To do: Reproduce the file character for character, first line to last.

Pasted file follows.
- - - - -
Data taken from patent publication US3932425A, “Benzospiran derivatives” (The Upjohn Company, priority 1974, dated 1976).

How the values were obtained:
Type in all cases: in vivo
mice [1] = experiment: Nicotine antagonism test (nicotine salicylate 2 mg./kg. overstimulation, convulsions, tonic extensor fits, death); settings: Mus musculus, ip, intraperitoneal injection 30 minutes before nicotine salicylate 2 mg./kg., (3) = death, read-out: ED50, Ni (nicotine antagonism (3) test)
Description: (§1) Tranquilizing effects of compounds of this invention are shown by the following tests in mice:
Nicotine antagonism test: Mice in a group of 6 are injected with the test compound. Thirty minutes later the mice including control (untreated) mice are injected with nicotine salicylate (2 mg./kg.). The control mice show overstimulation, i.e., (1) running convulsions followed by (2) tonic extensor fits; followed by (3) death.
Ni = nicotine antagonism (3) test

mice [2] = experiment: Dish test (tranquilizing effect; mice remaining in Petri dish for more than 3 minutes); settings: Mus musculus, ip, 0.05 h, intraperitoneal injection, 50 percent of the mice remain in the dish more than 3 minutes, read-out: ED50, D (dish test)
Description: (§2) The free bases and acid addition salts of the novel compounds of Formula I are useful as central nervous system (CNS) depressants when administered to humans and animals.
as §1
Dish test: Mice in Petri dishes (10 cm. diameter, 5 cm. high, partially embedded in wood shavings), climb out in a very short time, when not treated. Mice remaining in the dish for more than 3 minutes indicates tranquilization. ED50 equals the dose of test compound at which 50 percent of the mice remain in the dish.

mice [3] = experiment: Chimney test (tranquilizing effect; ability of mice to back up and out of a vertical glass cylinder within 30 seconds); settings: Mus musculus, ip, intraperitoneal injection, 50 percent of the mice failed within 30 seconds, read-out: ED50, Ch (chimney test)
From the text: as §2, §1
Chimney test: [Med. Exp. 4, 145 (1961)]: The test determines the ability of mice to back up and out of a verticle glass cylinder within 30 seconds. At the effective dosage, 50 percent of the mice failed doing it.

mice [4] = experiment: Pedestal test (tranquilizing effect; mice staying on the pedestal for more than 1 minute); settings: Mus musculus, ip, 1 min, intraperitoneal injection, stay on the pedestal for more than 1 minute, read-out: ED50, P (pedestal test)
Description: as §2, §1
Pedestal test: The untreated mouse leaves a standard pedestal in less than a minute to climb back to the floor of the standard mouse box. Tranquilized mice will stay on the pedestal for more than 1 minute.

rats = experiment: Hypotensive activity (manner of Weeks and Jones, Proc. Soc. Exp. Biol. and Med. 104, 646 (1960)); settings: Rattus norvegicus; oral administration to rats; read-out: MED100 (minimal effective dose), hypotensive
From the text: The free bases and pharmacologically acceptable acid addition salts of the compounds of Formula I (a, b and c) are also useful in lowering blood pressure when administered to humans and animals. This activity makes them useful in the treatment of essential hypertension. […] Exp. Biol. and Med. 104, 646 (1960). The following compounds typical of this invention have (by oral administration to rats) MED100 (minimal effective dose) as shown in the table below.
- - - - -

Data taken from patent publication US3932425A, “Benzospiran derivatives” (The Upjohn Company, priority 1974, dated 1976).

How the values were obtained:
Type in all cases: in vivo
mice [1] = experiment: Nicotine antagonism test (nicotine salicylate 2 mg./kg. overstimulation, convulsions, tonic extensor fits, death); settings: Mus musculus, ip, intraperitoneal injection 30 minutes before nicotine salicylate 2 mg./kg., (3) = death, read-out: ED50, Ni (nicotine antagonism (3) test)
Description: (§1) Tranquilizing effects of compounds of this invention are shown by the following tests in mice:
Nicotine antagonism test: Mice in a group of 6 are injected with the test compound. Thirty minutes later the mice including control (untreated) mice are injected with nicotine salicylate (2 mg./kg.). The control mice show overstimulation, i.e., (1) running convulsions followed by (2) tonic extensor fits; followed by (3) death.
Ni = nicotine antagonism (3) test

mice [2] = experiment: Dish test (tranquilizing effect; mice remaining in Petri dish for more than 3 minutes); settings: Mus musculus, ip, 0.05 h, intraperitoneal injection, 50 percent of the mice remain in the dish more than 3 minutes, read-out: ED50, D (dish test)
Description: (§2) The free bases and acid addition salts of the novel compounds of Formula I are useful as central nervous system (CNS) depressants when administered to humans and animals.
as §1
Dish test: Mice in Petri dishes (10 cm. diameter, 5 cm. high, partially embedded in wood shavings), climb out in a very short time, when not treated. Mice remaining in the dish for more than 3 minutes indicates tranquilization. ED50 equals the dose of test compound at which 50 percent of the mice remain in the dish.

mice [3] = experiment: Chimney test (tranquilizing effect; ability of mice to back up and out of a vertical glass cylinder within 30 seconds); settings: Mus musculus, ip, intraperitoneal injection, 50 percent of the mice failed within 30 seconds, read-out: ED50, Ch (chimney test)
From the text: as §2, §1
Chimney test: [Med. Exp. 4, 145 (1961)]: The test determines the ability of mice to back up and out of a verticle glass cylinder within 30 seconds. At the effective dosage, 50 percent of the mice failed doing it.

mice [4] = experiment: Pedestal test (tranquilizing effect; mice staying on the pedestal for more than 1 minute); settings: Mus musculus, ip, 1 min, intraperitoneal injection, stay on the pedestal for more than 1 minute, read-out: ED50, P (pedestal test)
Description: as §2, §1
Pedestal test: The untreated mouse leaves a standard pedestal in less than a minute to climb back to the floor of the standard mouse box. Tranquilized mice will stay on the pedestal for more than 1 minute.

rats = experiment: Hypotensive activity (manner of Weeks and Jones, Proc. Soc. Exp. Biol. and Med. 104, 646 (1960)); settings: Rattus norvegicus; oral administration to rats; read-out: MED100 (minimal effective dose), hypotensive
From the text: The free bases and pharmacologically acceptable acid addition salts of the compounds of Formula I (a, b and c) are also useful in lowering blood pressure when administered to humans and animals. This activity makes them useful in the treatment of essential hypertension. […] Exp. Biol. and Med. 104, 646 (1960). The following compounds typical of this invention have (by oral administration to rats) MED100 (minimal effective dose) as shown in the table below.